As I make an effort to not just read books but to read fiction specifically, this one stands out as the one of the only BUSINESS AND TECHNOLOGY books I read in 2019. Though Super Pumped didn’t break any new ground for me, it was kind of crazy to back and revisit Uber’s insanity all at once. It’s easy to forget how much Uber dominated the headlines and for how long. Mike is a great reporter but he’s either not a great writer or the book was just so rushed that he didn’t have the time to be. Super Pumped? More like super formulaic! It deals heavily in great men of history/business tropes and makes a pretty naked effort to force everyone into archetypal characters/arks. Frankly, if you’d enjoy reading it you probably already have.
Seveneves - Neil Stephenson
Remember how much I said I liked Snow Crash? Well Seveneves is even better. Across 600+ pages of techno-babble and minutia, Stephenson chronicles humanity’s race against the clock to launch itself into space in the face of an impending meteorological apocolypse that will render the earth uninhabitable for thousands of years. Where the book really shines however is when he jumps forward 10,000 years forward to humans’ efforts to recolonize the planet. All of the tiny details along the way - the science and engineering and politics that Stephenson lays out in often excruciating detail - become key character elements in the future timeline. Stephenson tracks how these decisions made in moments of crisis ripple out across thousands of years. Everything matters. This is the best book I read this year.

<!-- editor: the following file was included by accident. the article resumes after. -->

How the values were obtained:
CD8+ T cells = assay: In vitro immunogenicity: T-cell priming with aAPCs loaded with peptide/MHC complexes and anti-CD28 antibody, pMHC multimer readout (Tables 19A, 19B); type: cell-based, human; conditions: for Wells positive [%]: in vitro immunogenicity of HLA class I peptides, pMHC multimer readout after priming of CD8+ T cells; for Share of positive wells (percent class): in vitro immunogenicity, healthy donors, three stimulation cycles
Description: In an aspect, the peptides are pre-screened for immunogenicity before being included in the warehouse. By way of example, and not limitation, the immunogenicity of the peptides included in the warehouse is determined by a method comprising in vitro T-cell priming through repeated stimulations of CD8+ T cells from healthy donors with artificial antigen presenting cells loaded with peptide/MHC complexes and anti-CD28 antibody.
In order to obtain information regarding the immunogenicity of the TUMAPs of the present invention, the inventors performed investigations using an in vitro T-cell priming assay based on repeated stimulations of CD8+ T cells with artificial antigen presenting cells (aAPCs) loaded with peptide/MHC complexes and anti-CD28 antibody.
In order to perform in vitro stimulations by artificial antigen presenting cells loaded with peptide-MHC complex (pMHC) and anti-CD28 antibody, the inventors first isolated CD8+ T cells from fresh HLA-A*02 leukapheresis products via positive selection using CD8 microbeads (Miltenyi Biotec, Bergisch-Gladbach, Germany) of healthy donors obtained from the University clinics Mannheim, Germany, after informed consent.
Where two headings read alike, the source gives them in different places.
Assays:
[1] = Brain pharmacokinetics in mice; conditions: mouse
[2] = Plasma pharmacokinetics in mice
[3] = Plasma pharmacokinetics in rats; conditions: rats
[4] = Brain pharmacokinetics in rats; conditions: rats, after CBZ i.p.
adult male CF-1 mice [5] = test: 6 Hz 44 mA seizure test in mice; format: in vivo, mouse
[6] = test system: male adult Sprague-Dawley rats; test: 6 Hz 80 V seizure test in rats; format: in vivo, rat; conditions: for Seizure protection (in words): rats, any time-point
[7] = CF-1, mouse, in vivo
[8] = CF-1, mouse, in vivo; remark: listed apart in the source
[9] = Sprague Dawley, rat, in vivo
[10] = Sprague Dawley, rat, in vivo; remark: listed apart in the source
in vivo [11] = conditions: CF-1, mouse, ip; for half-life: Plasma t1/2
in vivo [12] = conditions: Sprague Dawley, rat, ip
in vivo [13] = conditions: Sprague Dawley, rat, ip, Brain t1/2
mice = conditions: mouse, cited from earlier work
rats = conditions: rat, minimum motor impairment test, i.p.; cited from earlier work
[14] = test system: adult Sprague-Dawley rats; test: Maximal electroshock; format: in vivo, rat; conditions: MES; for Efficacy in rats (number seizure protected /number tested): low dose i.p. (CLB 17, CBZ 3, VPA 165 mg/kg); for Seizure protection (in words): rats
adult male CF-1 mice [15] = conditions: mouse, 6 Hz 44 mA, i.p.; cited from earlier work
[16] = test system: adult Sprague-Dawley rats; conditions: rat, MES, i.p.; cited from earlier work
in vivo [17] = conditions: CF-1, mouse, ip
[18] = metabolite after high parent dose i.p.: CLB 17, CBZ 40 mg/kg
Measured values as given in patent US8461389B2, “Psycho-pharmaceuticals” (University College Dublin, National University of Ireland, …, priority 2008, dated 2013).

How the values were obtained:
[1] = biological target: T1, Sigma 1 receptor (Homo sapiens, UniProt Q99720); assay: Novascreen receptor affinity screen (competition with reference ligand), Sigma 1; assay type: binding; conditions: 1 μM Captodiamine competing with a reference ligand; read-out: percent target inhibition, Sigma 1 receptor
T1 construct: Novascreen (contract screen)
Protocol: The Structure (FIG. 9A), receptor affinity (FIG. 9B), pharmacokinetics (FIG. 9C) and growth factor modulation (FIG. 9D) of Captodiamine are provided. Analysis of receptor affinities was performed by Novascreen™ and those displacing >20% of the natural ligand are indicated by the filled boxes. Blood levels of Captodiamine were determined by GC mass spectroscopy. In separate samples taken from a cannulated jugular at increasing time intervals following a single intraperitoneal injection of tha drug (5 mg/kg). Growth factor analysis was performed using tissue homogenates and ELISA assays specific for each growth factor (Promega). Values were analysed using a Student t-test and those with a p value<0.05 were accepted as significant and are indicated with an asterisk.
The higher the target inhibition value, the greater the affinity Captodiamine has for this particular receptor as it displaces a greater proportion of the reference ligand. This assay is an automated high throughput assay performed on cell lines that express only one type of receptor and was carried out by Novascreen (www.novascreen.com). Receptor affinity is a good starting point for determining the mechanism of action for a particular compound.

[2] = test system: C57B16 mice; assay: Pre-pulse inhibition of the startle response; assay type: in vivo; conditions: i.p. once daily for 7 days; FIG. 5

Dancing Bear - James Crumley
This is a fun, hardboiled detective thriller about an environmental conspiracy and drug dealers and Haliburton played out across the mid- and pacific northwest. I still don’t necessarily get what actually happened but the boozing and drugs and sex and sense of danger are a good time. Thanks to Bob Greenlee for giving me this after I complained about leaving my book (the sequel to Annihilation) on the flight to SF.
The Wall - John Lanchester
In The Wall, climate change has made much of the world uninhabitable (sensing a theme yet?). The UK has built a seawall around itself to keep out both the rising seawater and the waves of climate refugees seeking safety. The main characters are soldiers tasked with manning the titular wall and stopping those refugees “the Others” from breaking through. It’s fucking intense and it’s timely. The Wall pairs really nicely with Severance but I think it’s generally better. Like Ling Ma, Lanchester explores the disconnect between parents and children millennials but this time through the prism of climate change and the broken world we are set to inherit. Thanks to Henry Bradley for recommending this one as well. You’re on a roll.
Story of Your Life (and Others) - Ted Chiang
This collection of short science fiction stories runs the gamut of topics and themes. Though the collection is most famous for the titular Story of Your Life, which was adapted into Denis Villeneuve’s Arrival, that wasn’t even one of the standouts (the movie was better). I was going to try to name the standout short stories but found the list would include almost all of them. It’s generally hard to find a single through line but it’s evident that he’s supremely curious. He’s just as compelling on neurology as he is on ad-tech. But I think the stories are at their best when exploring the intersection between science, science fiction, and divinity. It’s well worth your time.
Thanks to Zak Kukoff for telling me about this.
Right now I’m reading a collection of short stories by HP Lovecraft. After that, I plan on revisiting some of the best authors I read in 2019, namely Ted Chiang and Neil Stephenson. There’s a few non-fiction books I want to check out as well including Because Internet and Bob Iger’s The Ride of a Lifetime. I usually have a hard time with BUSINESS books and I read enough tech news as is. Overall, I want to keep sticking mainly to fiction and probably mainly to science fiction within that but I am very open to suggestions now or later.